Diana and the Spencer family moved to Althorp House after her grandfather died when she was 13, but she was born at Park House, a mansion on the Sandringham estate that her family had rented from the queen for decades. According to Tina Brown’s The Diana Chronicles, she had a childhood that was “traditional” and “sheltered” but involved plenty of time outside. When their mother left in 1967, Charles and Diana were the only two children left in the house, as their older sisters were off at boarding school.
Now Diana’s childhood home is a hotel, but the Sandringham gardens that surround it have changed little since the 1860s, when they were originally designed by William Broderick Thomas. Queen Victoria purchased the estate for her son, who would later become King Edward VII, and he and his wife, the future Queen Alexandra, transformed it into the lush idyll where the royals still spend their Christmas vacation.
There have been a few upgrades at Sandringham, namely the removal of kitchen gardens in the 1960s, but the gardens still embrace the wild, untamed appearance common to English gardens in the Victorian era. The garden had “no formal floral beds, no trim gravel paths, and almost no sign of gardening or cultivation,” as Floral Life Illustrated noted in 1904. “But there, growing among the shrubs and looking supremely contented and at home, one sees the English wildflowers, bluebells, forget-me-nots, buttercups, pimpernels, and even the humble nettle.” More than 60 years later, these gardens are where a young Earl Spencer likely would have found a present for his older sister.
Forget-me-nots also have a special relevance to the larger Spencer clan. In 1998, one of Diana’s cousins, Louis Jebb, wrote about a fairy-tale children’s book that was written by Maurice Baring, the brother of Diana’s great-grandmother, in the early 1900s. Called The Story of Forget-me-not and Lily of the Valley, it follows two anthropomorphic flowers, Prince Lily of the Valley and Princess Forget-me-not, over a night at a ball. Jebb doesn’t know if Diana had any particular affection for the story, but he was told that a copy existed in the nursery at Althorp in the 1960s, where Diana occasionally went to visit her grandparents, and four generations of Spencers have enjoyed it when visiting the estate. According to Jebb, another Spencer relative wanted to give a full set of Baring’s books to Prince Charles after he and Diana married in 1981.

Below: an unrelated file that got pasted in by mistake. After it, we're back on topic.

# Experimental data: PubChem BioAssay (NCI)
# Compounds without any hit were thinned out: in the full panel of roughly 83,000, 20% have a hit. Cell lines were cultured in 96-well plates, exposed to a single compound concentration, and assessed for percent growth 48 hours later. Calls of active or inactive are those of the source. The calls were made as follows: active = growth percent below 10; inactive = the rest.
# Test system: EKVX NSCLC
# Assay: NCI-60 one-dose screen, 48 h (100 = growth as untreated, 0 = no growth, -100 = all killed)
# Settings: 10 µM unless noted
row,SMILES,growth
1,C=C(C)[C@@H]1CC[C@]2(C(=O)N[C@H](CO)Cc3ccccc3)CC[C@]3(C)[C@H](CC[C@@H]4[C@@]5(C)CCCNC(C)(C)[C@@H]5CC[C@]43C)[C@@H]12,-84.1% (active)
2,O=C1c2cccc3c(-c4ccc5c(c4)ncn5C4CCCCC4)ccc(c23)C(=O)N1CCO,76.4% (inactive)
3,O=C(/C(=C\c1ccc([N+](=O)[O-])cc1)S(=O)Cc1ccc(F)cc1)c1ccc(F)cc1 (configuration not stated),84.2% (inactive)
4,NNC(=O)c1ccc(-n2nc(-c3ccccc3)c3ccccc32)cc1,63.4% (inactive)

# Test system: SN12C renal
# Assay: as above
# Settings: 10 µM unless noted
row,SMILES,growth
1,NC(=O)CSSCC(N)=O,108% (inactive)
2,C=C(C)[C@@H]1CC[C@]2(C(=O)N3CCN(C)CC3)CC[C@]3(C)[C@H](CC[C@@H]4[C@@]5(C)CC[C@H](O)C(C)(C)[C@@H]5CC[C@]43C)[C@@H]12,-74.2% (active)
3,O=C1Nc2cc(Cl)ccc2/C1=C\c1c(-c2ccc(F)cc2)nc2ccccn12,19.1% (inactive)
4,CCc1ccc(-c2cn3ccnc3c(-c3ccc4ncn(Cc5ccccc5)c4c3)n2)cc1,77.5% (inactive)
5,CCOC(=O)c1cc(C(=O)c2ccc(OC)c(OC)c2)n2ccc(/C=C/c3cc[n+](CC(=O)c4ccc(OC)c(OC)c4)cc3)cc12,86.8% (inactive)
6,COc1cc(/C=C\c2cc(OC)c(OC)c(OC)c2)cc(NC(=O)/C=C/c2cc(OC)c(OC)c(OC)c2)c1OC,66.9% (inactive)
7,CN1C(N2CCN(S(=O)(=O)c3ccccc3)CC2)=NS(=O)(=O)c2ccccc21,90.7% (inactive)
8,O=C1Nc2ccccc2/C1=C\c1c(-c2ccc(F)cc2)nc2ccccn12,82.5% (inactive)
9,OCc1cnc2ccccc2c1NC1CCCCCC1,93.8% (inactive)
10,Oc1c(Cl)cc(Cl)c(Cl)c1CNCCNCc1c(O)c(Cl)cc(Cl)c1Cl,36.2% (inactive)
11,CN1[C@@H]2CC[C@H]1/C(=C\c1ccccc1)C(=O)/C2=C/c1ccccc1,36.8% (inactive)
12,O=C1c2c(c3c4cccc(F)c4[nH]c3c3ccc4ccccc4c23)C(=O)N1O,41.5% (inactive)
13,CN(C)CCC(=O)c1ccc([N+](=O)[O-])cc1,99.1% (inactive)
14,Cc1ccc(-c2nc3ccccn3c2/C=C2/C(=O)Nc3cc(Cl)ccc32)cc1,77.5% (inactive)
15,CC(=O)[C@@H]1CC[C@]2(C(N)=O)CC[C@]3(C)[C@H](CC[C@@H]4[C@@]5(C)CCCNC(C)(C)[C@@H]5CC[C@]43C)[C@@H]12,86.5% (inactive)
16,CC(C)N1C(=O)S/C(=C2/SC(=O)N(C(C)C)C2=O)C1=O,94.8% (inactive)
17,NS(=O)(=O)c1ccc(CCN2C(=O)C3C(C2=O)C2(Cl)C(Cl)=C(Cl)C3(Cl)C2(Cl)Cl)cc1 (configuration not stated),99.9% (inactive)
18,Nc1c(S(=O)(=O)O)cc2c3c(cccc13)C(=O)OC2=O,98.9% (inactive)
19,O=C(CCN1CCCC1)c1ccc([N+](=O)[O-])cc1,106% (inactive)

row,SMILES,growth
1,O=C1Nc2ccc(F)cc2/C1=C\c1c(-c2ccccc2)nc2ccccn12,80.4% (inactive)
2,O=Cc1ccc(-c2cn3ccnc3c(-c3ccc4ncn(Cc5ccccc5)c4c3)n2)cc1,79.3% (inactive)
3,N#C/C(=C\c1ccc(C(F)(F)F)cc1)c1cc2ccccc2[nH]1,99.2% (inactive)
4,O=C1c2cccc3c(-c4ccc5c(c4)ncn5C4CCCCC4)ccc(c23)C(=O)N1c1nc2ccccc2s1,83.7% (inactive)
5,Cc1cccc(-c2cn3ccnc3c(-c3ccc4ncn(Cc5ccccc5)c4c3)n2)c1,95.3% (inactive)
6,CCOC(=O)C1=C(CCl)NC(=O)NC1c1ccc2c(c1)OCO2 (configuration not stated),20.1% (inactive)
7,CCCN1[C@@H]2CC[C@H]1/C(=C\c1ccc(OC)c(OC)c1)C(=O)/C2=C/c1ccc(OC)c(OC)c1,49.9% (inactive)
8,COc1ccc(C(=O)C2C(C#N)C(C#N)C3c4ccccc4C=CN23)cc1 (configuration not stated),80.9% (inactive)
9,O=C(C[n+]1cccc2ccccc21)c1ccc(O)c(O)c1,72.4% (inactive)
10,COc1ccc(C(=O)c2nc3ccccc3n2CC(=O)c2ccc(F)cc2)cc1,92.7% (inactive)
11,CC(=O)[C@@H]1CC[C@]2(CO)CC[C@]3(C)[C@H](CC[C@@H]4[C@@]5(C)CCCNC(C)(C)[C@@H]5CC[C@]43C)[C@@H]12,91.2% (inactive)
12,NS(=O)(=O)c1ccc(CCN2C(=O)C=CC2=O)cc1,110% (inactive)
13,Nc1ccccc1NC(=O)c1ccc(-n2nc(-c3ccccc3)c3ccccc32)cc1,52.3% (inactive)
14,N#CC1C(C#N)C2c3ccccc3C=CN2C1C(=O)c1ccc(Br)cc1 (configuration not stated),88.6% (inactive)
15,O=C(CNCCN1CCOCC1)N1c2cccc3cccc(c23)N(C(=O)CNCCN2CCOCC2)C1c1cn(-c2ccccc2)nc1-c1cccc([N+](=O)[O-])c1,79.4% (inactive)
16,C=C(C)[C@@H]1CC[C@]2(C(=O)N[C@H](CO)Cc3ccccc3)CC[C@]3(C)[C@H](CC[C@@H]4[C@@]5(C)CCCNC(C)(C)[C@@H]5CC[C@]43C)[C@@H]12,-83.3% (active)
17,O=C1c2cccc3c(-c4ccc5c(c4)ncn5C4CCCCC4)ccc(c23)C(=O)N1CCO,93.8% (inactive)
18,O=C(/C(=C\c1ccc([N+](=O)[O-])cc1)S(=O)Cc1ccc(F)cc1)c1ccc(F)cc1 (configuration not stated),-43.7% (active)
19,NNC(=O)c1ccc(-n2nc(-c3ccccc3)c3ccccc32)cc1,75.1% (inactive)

Even if Diana wasn’t a keen gardener herself, after her death, flowers of all kinds became a symbol of England’s mourning. People began laying flowers at the Kensington Palace gates on the night she died, and when mourning concluded, between 10,000 and 15,000 tons of flowers were removed from the palace. (Any flowers that remained alive were sent to hospitals, while dead flowers were turned into mulch for the royal parks.) When the royals appeared in public in the days after Diana’s death, some onlookers even handed them bouquets of flowers.
But Harry’s specific connection to forget-me-nots emerged a little later. In 2004, he took a two-month trip to Lesotho, where he worked with children orphaned by the AIDS epidemic and met the country’s Prince Seeiso, who had recently lost his mother. When Harry and Seeiso started a charity in 2006, they named it Sentebale, which translates to “forget-me-not” in the country’s national language, Sesotho, and dedicated it to the memories of their mothers.